“At first glance this seems eco-friendly, but aren’t we just making too much udon?”

This sentiment from a 2ch message board user also came up in the Aug. 8 episode of ”Sukkiri!” a Japanese talk/variety show featuring commentator Terry Ito.

Kagawa Prefecture, famous for Sanuki Udon, makes 47,080 tons of udon a year (which is almost double the second highest, Saitama). It also scraps 6,000 tons a year. “The fact that 6,000 tons get scrapped is shocking. Makes you wonder if it wouldn’t be better to reduce that amount,” Ito said.

A reporter for the TV show investigated one reason for the massive waste. In a noodle shop in Takamatsu he was served bukkake udon in 14.7 seconds. That speed means cooks are boiling noodles ahead of the moment an order comes in — a practice certainly not limited to Kagawa Prefecture, by the way — but if they are boiled for over 20 minutes they lose the consistency that customers expect and are tossed. Tossed!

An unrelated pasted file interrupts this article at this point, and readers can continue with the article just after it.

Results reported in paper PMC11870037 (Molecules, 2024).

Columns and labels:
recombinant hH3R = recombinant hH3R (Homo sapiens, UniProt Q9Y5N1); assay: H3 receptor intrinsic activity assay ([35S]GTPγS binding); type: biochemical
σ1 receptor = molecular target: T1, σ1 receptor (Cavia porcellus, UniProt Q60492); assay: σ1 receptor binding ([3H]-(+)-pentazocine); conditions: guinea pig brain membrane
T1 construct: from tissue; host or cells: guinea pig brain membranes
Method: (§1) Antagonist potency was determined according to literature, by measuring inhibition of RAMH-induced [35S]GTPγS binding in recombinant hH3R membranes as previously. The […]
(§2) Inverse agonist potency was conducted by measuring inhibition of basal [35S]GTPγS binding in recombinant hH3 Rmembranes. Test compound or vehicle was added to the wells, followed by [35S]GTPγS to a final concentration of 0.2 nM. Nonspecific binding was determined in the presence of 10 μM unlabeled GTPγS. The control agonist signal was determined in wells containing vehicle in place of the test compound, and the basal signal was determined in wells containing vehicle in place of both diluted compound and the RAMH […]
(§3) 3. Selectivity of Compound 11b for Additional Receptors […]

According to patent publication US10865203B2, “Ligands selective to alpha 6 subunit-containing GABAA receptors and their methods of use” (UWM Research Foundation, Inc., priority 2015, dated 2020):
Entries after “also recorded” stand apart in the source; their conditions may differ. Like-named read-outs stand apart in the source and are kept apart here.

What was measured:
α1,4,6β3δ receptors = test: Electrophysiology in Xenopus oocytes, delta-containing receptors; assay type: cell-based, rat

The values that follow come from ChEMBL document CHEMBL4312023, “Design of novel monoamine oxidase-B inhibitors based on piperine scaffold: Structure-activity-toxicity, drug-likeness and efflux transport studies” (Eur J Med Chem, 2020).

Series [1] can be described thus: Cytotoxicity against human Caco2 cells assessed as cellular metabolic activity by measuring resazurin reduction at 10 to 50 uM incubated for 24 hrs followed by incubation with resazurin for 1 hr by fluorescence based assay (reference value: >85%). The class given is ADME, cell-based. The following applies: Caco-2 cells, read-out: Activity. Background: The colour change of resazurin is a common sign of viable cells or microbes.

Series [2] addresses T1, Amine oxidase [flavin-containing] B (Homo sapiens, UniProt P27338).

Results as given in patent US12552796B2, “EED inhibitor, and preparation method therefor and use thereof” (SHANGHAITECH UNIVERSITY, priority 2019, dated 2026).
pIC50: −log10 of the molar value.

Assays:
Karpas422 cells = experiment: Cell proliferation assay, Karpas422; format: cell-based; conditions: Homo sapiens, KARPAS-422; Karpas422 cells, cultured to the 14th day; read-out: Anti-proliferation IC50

“I know I’m harping on this, but couldn’t we control ourselves and get 6,000 down to 3,000? I really don’t like the idea that throwing it away becomes justifiable,” Ito said.

The bottom line seems to be that as long as we don’t use udon power plants as an excuse to waste udon, then everything is fine. Stretch your mottainai mindset a little further and instead of thinking of creative ways to re-purpose garbage, reduce the amount of garbage in the first place. That’s a technique we can all stand to emulate.